They're hoping to stock up on supplies and possibly save lives, but not without the help of blood donors from the community.
Fear that remnants of Tropical Storm Bonnie would hit southwest, Georgia Thursday, a mobile blood unit remained idle at the Southeastern Community Blood Center, after a blood drive was cancelled.
“Whenever it rains donors don't come out but that's the best time to come out because a disaster might happen before you know it,” says blood drive coordinator Tina Phillips.
And that's what brought John McClune out to the center, who's been donating blood since he was 17.
"It's another day, they're open they need the blood regardless of what the weather is,” shares McClune.
Though Bonnie has passed over, Phillips says they're still in need of donors now more than ever because of the devastating threat hurricane season poses on a community if one touches down.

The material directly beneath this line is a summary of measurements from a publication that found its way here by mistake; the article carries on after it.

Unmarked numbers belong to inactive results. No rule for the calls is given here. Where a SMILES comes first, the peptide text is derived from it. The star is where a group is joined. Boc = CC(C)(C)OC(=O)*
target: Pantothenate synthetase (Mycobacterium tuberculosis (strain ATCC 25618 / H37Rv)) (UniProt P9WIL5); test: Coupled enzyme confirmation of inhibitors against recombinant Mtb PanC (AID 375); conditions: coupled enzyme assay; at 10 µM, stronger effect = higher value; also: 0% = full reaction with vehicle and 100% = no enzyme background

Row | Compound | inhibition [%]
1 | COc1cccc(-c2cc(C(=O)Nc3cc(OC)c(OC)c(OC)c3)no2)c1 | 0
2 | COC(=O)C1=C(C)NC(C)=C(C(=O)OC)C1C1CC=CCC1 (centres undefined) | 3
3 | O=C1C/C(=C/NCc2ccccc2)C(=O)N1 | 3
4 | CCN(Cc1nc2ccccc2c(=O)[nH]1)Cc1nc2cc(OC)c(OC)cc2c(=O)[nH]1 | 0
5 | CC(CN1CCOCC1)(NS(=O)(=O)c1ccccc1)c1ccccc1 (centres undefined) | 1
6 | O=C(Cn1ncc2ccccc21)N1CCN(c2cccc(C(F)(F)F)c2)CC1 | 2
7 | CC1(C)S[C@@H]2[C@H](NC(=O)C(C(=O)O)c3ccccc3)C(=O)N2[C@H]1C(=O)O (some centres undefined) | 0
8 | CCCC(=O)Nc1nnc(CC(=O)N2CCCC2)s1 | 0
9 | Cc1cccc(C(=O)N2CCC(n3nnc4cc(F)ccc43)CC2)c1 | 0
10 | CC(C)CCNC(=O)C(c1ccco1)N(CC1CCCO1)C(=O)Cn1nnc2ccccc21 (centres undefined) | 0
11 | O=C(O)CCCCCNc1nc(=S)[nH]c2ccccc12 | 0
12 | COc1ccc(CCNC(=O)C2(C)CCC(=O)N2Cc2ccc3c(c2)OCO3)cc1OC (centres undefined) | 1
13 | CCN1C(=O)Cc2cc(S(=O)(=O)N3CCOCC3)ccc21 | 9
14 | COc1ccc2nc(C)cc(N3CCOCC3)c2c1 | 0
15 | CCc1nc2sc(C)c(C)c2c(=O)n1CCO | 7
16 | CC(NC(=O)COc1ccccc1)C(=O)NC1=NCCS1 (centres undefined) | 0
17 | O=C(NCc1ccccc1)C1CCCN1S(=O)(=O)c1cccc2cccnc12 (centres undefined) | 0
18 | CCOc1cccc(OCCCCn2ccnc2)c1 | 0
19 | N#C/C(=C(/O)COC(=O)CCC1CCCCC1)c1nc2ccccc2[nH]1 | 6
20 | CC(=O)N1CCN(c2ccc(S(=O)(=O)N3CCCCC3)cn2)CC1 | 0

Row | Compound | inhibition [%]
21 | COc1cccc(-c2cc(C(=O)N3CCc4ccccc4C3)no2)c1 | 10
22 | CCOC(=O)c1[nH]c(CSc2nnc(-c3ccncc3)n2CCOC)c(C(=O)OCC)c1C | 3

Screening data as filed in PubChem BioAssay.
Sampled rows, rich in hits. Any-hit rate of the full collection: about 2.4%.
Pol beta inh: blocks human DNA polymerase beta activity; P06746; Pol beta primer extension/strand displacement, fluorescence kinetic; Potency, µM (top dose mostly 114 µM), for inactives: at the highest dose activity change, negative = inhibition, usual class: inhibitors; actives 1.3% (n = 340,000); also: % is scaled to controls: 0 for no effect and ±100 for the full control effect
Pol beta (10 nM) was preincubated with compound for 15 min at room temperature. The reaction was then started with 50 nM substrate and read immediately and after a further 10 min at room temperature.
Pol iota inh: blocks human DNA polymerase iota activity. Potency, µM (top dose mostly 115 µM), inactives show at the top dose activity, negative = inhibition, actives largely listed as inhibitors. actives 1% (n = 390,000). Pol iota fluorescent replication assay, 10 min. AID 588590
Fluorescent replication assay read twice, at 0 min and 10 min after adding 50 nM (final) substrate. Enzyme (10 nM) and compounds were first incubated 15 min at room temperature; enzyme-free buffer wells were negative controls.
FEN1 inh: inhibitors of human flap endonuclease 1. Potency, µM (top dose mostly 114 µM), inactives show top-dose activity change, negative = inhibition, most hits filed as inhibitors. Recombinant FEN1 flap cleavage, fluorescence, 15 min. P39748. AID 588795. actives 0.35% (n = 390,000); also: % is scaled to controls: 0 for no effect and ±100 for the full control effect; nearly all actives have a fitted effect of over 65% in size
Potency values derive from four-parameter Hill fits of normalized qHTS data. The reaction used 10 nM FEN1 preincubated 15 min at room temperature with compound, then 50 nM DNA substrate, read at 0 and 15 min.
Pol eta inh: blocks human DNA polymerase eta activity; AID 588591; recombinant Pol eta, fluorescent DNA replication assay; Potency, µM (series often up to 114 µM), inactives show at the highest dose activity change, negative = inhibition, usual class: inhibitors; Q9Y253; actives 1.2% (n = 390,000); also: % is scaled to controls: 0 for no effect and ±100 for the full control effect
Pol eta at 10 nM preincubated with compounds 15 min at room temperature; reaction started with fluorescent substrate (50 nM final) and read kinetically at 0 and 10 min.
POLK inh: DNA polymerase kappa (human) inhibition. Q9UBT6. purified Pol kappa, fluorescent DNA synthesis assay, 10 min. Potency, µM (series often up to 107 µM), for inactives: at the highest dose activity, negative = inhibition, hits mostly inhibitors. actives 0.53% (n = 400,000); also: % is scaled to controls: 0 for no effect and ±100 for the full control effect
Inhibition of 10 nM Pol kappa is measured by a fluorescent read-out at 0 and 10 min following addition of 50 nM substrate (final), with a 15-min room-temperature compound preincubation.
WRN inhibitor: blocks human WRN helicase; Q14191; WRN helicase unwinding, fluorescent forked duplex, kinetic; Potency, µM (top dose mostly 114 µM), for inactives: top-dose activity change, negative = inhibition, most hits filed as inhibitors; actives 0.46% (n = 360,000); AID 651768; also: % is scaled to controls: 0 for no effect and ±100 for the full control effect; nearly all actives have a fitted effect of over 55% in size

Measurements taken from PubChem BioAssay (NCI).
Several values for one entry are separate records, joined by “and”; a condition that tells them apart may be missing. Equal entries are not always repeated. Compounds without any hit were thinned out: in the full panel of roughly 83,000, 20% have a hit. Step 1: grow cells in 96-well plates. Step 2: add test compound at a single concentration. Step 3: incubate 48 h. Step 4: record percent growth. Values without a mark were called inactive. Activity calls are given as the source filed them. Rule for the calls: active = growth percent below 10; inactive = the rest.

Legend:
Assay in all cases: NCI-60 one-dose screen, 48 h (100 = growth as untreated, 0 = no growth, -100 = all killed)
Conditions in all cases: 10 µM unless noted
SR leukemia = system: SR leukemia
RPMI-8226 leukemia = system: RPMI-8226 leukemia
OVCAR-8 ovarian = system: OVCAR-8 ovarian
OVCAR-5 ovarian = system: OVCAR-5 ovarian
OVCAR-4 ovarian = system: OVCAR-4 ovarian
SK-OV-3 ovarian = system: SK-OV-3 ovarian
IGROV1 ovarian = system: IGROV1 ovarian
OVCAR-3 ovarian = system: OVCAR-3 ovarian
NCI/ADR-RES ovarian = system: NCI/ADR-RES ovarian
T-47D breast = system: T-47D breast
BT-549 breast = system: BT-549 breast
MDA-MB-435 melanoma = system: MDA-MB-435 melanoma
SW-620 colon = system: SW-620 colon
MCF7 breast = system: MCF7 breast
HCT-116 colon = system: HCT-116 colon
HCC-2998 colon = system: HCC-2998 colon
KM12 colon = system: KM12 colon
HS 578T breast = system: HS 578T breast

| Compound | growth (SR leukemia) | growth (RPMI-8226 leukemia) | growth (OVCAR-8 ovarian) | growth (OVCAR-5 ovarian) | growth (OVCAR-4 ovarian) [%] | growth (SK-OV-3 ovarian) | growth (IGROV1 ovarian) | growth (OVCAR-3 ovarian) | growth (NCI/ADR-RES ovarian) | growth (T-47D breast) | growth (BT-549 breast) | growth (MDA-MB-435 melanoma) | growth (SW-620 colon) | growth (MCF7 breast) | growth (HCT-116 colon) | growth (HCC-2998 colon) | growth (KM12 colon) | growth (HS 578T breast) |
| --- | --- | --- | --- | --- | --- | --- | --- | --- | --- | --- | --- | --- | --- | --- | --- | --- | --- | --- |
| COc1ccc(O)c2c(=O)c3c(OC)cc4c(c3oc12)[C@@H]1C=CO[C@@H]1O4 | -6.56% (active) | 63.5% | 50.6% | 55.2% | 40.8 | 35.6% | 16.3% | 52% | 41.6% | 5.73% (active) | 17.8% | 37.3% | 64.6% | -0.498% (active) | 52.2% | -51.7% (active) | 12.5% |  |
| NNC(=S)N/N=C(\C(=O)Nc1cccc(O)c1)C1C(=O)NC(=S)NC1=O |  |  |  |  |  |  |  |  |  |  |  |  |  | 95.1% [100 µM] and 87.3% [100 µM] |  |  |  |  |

"Red Cross will have to come out for disaster relief, you want to make sure your hospital is adequately supplied with enough blood when needed,” Phillips says.
"I don't know how much I've given over the years, probably several gallons. I just come in because it makes me feel good afterwards inside knowing I did something to help someone,” McClune comments.
Help someone or possibly several people, as one donor can save three lives, not just due to the wrath of a hurricane, but any time disaster strikes.
Right now the Southeastern Blood Center, which serves the Big Bend area as well, is in need of all blood types.
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